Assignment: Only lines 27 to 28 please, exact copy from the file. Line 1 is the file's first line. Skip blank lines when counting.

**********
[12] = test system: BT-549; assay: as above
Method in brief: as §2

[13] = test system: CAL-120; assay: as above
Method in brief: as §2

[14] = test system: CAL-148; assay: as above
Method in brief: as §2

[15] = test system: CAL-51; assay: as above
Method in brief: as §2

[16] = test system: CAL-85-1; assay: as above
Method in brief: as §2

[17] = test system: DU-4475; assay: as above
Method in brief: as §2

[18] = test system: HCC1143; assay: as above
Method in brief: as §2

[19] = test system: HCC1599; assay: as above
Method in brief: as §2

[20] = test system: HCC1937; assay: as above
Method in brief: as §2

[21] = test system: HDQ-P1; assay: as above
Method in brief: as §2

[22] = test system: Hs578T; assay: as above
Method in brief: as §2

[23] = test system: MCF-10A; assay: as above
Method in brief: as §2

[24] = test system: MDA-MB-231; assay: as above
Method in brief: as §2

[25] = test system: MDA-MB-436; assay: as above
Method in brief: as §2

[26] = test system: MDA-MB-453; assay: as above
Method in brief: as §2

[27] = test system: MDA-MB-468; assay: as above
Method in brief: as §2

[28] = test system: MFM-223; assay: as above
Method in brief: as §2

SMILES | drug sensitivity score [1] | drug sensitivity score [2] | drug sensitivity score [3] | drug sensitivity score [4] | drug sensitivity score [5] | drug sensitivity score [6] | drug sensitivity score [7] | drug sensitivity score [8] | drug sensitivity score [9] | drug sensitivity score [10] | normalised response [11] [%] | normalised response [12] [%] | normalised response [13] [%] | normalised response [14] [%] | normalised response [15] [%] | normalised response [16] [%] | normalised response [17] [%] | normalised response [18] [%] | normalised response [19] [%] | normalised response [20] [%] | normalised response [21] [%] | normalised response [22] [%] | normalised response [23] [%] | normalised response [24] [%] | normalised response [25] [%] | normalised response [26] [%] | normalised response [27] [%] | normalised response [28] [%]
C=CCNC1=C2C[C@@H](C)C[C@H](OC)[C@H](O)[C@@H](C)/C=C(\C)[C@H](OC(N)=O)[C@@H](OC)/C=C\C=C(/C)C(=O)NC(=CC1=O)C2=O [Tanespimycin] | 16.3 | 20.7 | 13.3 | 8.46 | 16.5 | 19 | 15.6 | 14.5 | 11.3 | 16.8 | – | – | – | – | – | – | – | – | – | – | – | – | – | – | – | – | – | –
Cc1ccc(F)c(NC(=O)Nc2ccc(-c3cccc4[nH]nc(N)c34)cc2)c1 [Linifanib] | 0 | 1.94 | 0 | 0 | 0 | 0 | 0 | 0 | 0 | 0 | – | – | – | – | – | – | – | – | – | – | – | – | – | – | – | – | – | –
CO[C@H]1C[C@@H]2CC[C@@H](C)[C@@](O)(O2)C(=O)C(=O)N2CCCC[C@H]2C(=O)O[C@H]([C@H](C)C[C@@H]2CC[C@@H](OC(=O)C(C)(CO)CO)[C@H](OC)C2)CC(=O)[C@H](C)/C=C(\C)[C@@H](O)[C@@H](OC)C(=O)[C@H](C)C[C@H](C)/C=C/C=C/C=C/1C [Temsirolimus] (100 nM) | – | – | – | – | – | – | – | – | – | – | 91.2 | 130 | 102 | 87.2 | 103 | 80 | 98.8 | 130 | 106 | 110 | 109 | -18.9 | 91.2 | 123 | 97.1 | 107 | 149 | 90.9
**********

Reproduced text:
[25] = test system: MDA-MB-436; assay: as above
Method in brief: as §2